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A step closer to commercial production of spider silk

By Gerald Ondrey |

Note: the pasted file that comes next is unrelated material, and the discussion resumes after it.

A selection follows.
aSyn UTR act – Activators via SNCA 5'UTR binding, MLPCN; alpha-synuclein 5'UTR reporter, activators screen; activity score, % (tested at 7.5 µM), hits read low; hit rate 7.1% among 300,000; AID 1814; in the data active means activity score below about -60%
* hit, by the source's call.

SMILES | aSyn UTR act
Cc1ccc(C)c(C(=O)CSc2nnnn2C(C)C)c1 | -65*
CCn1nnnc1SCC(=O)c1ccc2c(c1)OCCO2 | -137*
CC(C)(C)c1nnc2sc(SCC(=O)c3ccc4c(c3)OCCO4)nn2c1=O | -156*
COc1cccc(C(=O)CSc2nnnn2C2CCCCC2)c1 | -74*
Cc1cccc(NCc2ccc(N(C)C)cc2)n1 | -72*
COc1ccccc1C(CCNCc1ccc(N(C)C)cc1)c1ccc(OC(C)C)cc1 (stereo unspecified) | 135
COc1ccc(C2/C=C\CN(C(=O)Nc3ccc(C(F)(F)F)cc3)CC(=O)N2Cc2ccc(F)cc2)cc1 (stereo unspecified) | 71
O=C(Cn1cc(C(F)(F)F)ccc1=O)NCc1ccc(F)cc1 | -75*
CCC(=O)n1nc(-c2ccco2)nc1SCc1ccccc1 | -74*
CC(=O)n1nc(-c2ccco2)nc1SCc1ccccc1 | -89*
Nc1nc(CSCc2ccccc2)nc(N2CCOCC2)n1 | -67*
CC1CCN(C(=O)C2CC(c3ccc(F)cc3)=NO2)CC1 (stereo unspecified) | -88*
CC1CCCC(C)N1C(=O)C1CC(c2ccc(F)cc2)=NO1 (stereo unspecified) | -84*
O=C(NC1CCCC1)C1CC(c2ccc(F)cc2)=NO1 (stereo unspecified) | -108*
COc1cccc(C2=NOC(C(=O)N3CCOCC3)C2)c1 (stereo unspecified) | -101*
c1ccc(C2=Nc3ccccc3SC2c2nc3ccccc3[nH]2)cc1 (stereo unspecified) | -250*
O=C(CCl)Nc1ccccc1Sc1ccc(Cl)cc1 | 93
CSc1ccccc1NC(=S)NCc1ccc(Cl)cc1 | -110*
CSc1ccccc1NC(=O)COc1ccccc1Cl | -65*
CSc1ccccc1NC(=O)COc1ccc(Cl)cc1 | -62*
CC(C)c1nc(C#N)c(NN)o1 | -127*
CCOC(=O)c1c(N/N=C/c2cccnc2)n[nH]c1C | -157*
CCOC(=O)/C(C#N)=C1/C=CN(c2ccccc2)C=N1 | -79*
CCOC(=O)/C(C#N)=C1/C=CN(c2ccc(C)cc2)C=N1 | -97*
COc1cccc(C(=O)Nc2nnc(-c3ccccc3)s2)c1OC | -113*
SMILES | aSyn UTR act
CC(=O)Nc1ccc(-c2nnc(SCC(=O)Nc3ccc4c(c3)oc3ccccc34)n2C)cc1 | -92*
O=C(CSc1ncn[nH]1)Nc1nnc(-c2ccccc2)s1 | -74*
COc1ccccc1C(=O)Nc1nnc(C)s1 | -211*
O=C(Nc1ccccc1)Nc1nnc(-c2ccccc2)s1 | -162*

Spider silk has many unique properties that make it suitable for applications such as coatings and medical products. As a protein, the silk is remarkably stable and is only destroyed physically or digested and recycled by the spider. However, an industrially viable synthetic route to spider silk has eluded researchers over the last 25 years, says Axel Leimer, managing director at AMSilk GmbH (Planegg/Martinsreid, Germany; www.amsilk.com). “There have been many patents, but no products.” AMSilk may have the answer, having developed a fermentation process capable of producing kilogram quantities of material, which is sufficient for product development and testing, says Leimer. The process relies on E. Coli bacteria in which the protein sequence — solved by the Technical University of Munich — has been expressed for high production yields. The company has also developed a process to extract the synthetic silk from the bacteria, and aims to produce the silk proteins at the 100-kg scale in the near future. The company is targeting both medical and technical film applications for the new material. For example, silk beads have been shown to be good carriers for drugs, having a high (30–60%) drug-loading efficiency,…
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